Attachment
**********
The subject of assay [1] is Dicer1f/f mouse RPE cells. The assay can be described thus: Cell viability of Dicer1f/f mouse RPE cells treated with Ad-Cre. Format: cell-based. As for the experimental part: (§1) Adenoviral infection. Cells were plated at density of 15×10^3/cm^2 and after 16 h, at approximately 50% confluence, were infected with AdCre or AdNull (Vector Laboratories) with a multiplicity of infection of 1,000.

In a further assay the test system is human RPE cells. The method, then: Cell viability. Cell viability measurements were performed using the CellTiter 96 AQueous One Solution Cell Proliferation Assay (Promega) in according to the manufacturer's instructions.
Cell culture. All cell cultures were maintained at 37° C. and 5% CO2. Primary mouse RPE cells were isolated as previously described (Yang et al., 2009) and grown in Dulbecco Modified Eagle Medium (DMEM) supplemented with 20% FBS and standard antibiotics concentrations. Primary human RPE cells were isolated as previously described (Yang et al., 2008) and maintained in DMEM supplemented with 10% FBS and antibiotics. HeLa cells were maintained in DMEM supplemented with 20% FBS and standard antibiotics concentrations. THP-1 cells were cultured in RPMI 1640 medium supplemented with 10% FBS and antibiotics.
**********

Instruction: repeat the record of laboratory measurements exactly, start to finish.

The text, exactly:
The subject of assay [1] is Dicer1f/f mouse RPE cells. The assay can be described thus: Cell viability of Dicer1f/f mouse RPE cells treated with Ad-Cre. Format: cell-based. As for the experimental part: (§1) Adenoviral infection. Cells were plated at density of 15×10^3/cm^2 and after 16 h, at approximately 50% confluence, were infected with AdCre or AdNull (Vector Laboratories) with a multiplicity of infection of 1,000.

In a further assay the test system is human RPE cells. The method, then: Cell viability. Cell viability measurements were performed using the CellTiter 96 AQueous One Solution Cell Proliferation Assay (Promega) in according to the manufacturer's instructions.
Cell culture. All cell cultures were maintained at 37° C. and 5% CO2. Primary mouse RPE cells were isolated as previously described (Yang et al., 2009) and grown in Dulbecco Modified Eagle Medium (DMEM) supplemented with 20% FBS and standard antibiotics concentrations. Primary human RPE cells were isolated as previously described (Yang et al., 2008) and maintained in DMEM supplemented with 10% FBS and antibiotics. HeLa cells were maintained in DMEM supplemented with 20% FBS and standard antibiotics concentrations. THP-1 cells were cultured in RPMI 1640 medium supplemented with 10% FBS and antibiotics.